Students of strategy papers will be aware of Michael Porter’s generic strategies whereby organisations compete either by way of cost leadership or differentiation (see our ExPress notes for a refresher if you’re unsure about these terms).

It can be argued however that Nike take the best of both of these approaches.

They focus on the differentiation side of things by investing heavily in R&D, design and marketing. As a result they can charge a premium for being “different”.

On the cost leadership side of things then Nike use external manufacturers rather than internal production. This means that they can source their manufacturing via approved suppliers which they will select for each product on the basis of the best price offered by these suppliers. It enables them to shop around for the best price whilst still guaranteeing the quality.

All in all a very smart business model but I’m sure that fans of the World Cup are more interested in the goals that are scored with the football boots rather than the business models behind them.

An easy mistake to make?

You may laugh but would you really be able to spot the difference between a fully grown 180 kg gorilla and a middle aged man dressed in a gorilla suit?

gorillaNow, whilst most of you are probably thinking to yourself that yes, you would be able to tell the difference, unfortunately for an employee of Loro Parque Zoo on the Spanish Island of Tenerife, the Zoo vet didn’t spot the difference.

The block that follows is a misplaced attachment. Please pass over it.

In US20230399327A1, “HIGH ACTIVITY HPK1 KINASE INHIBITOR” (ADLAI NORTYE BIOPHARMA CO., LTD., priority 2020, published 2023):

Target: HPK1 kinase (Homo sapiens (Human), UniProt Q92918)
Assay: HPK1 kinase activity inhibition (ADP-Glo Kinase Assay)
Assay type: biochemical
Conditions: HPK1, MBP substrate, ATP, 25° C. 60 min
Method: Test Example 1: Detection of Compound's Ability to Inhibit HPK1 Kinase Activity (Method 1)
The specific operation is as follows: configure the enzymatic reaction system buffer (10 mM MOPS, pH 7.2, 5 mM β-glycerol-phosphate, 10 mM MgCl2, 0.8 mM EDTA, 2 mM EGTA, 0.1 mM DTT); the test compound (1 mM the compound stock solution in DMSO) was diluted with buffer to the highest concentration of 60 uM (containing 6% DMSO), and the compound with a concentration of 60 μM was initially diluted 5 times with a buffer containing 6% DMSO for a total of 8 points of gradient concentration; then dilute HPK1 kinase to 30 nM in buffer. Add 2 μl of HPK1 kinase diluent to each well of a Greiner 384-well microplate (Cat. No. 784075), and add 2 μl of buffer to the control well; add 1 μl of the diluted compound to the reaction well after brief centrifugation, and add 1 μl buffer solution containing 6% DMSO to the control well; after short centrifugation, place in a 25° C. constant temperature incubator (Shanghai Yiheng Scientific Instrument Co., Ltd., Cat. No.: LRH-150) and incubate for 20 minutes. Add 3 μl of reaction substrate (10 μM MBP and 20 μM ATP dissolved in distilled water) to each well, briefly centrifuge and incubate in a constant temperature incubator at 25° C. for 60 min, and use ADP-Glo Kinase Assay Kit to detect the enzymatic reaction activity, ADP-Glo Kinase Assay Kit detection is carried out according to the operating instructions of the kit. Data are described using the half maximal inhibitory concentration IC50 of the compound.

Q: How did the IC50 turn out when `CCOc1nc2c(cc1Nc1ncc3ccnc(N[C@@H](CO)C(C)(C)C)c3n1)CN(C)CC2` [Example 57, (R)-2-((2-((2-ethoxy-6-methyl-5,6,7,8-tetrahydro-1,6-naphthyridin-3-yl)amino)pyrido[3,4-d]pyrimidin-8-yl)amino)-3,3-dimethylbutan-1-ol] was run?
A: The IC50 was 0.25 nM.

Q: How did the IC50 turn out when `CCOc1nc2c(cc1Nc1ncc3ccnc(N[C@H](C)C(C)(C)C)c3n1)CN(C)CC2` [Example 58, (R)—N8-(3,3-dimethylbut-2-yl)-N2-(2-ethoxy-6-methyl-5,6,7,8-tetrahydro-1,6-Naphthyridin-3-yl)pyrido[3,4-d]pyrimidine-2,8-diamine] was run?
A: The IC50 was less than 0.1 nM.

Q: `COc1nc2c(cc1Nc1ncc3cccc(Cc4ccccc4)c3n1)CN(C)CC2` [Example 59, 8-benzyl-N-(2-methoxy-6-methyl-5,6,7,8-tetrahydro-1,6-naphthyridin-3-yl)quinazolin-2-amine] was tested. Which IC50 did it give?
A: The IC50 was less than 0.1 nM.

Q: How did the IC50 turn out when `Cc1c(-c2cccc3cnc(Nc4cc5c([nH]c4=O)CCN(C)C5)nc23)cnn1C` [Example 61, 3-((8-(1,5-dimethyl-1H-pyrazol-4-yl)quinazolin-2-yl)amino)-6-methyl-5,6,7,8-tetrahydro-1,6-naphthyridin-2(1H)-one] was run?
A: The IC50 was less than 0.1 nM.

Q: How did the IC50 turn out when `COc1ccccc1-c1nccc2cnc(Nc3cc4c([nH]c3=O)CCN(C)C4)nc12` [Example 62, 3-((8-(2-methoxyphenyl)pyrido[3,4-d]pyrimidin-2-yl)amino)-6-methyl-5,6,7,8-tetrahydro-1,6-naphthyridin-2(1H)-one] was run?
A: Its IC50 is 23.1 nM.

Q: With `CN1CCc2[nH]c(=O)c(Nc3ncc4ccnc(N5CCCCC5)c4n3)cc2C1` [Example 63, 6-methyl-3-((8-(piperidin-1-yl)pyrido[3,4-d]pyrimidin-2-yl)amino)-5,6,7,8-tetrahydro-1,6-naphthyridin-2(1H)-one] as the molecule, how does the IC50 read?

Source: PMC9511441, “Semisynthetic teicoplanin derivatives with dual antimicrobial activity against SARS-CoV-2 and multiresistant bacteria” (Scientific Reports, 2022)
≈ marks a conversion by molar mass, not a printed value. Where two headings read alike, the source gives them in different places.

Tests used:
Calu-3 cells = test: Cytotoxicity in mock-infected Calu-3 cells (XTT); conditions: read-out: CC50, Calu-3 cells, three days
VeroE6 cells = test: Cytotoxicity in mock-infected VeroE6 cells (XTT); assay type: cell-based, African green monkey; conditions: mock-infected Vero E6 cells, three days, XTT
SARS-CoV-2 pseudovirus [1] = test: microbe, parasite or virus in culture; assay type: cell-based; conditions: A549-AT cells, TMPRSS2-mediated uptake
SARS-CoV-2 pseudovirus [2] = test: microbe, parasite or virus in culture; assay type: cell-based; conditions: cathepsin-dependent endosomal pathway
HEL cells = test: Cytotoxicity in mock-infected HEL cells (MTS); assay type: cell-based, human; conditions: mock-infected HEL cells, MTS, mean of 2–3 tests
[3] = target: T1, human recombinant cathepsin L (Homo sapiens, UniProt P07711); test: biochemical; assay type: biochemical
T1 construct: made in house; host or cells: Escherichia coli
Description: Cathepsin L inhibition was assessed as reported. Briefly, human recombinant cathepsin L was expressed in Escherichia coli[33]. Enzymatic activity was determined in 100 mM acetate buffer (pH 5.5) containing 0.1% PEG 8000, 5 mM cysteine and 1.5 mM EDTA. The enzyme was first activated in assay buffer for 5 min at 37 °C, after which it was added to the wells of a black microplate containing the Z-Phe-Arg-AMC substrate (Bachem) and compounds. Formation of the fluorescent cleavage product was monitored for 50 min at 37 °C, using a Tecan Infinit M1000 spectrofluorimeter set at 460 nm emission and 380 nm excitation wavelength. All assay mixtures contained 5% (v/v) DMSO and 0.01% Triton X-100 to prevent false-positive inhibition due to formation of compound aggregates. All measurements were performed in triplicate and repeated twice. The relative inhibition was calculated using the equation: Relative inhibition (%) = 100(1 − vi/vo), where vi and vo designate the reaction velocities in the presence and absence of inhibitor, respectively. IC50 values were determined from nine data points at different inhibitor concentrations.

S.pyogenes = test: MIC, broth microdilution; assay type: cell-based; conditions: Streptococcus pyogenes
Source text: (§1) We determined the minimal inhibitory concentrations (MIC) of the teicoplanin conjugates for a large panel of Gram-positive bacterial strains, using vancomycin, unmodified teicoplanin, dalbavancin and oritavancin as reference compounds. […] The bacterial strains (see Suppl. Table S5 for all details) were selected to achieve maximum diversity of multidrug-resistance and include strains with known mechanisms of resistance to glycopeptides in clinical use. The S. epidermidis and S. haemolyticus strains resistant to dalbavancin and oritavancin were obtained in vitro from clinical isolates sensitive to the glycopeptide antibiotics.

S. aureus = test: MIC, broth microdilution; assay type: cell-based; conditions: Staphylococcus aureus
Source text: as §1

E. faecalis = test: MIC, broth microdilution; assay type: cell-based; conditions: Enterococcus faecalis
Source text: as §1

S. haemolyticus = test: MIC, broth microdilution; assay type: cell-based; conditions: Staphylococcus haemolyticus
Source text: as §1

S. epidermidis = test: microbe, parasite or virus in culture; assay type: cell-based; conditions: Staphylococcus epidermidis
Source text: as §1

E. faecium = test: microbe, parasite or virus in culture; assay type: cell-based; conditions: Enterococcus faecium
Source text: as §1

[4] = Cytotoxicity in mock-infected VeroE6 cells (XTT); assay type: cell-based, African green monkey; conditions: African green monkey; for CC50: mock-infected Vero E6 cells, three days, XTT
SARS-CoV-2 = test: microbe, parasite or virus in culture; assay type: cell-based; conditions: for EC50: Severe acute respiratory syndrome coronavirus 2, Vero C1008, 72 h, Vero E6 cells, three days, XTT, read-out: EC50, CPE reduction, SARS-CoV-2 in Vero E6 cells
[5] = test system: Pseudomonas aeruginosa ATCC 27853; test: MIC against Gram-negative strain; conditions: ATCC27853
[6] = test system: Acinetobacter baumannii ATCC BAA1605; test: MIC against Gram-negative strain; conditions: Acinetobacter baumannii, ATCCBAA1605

Any business should ensure that procedures are in place to minimise danger to members of the public. In the case of zoos this includes having practice drills to ensure that if an animal escapes the staff know what to do and have practiced it beforehand.

The zoo started a practice drill where a 35 year old zoo employee was dressed as a gorilla. He then “escaped” from an area of the zoo and the alarms were raised. Unfortunately for the “man dressed in a gorilla costume” the zoo had told all the people involved in the emergency drill that it was a practice except the zoo vet who as soon as he heard the alarm sounds grabbed his tranquiliser gun and proceeded to shoot the zoo employee with a tranquiliser which had been designed to knock out a 180 kg gorilla.

The zoo employee was rushed to hospital where he was treated and fortunately made a full recovery.

Somehow I doubt whether he will volunteer to dress as a gorilla at the next practice.